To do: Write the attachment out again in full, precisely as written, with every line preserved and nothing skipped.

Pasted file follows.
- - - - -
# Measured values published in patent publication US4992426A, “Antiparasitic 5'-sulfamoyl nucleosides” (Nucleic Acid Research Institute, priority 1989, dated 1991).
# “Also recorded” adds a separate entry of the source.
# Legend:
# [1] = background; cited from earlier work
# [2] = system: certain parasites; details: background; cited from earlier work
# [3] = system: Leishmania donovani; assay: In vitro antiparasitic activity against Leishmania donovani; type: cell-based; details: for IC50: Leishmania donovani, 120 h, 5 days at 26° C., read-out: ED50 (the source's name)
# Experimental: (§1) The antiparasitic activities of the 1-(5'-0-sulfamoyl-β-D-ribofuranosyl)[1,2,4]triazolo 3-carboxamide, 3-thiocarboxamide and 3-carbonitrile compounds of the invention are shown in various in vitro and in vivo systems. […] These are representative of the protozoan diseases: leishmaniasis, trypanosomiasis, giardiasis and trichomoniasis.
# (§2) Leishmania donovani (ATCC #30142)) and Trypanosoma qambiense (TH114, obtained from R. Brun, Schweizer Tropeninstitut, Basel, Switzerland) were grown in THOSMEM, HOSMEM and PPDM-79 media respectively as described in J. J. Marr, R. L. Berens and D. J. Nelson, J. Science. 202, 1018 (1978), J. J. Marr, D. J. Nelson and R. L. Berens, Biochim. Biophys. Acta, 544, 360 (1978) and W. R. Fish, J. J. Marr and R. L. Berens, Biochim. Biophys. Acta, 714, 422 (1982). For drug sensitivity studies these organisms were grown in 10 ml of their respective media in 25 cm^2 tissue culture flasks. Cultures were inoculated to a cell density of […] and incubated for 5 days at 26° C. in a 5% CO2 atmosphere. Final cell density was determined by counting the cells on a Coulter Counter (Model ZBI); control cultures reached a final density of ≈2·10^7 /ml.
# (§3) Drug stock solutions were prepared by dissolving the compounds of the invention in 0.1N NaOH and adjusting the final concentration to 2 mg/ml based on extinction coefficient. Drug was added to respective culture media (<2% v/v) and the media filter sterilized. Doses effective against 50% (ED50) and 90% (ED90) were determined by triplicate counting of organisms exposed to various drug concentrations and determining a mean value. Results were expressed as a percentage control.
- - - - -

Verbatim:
# Measured values published in patent publication US4992426A, “Antiparasitic 5'-sulfamoyl nucleosides” (Nucleic Acid Research Institute, priority 1989, dated 1991).
# “Also recorded” adds a separate entry of the source.
# Legend:
# [1] = background; cited from earlier work
# [2] = system: certain parasites; details: background; cited from earlier work
# [3] = system: Leishmania donovani; assay: In vitro antiparasitic activity against Leishmania donovani; type: cell-based; details: for IC50: Leishmania donovani, 120 h, 5 days at 26° C., read-out: ED50 (the source's name)
# Experimental: (§1) The antiparasitic activities of the 1-(5'-0-sulfamoyl-β-D-ribofuranosyl)[1,2,4]triazolo 3-carboxamide, 3-thiocarboxamide and 3-carbonitrile compounds of the invention are shown in various in vitro and in vivo systems. […] These are representative of the protozoan diseases: leishmaniasis, trypanosomiasis, giardiasis and trichomoniasis.
# (§2) Leishmania donovani (ATCC #30142)) and Trypanosoma qambiense (TH114, obtained from R. Brun, Schweizer Tropeninstitut, Basel, Switzerland) were grown in THOSMEM, HOSMEM and PPDM-79 media respectively as described in J. J. Marr, R. L. Berens and D. J. Nelson, J. Science. 202, 1018 (1978), J. J. Marr, D. J. Nelson and R. L. Berens, Biochim. Biophys. Acta, 544, 360 (1978) and W. R. Fish, J. J. Marr and R. L. Berens, Biochim. Biophys. Acta, 714, 422 (1982). For drug sensitivity studies these organisms were grown in 10 ml of their respective media in 25 cm^2 tissue culture flasks. Cultures were inoculated to a cell density of […] and incubated for 5 days at 26° C. in a 5% CO2 atmosphere. Final cell density was determined by counting the cells on a Coulter Counter (Model ZBI); control cultures reached a final density of ≈2·10^7 /ml.
# (§3) Drug stock solutions were prepared by dissolving the compounds of the invention in 0.1N NaOH and adjusting the final concentration to 2 mg/ml based on extinction coefficient. Drug was added to respective culture media (<2% v/v) and the media filter sterilized. Doses effective against 50% (ED50) and 90% (ED90) were determined by triplicate counting of organisms exposed to various drug concentrations and determining a mean value. Results were expressed as a percentage control.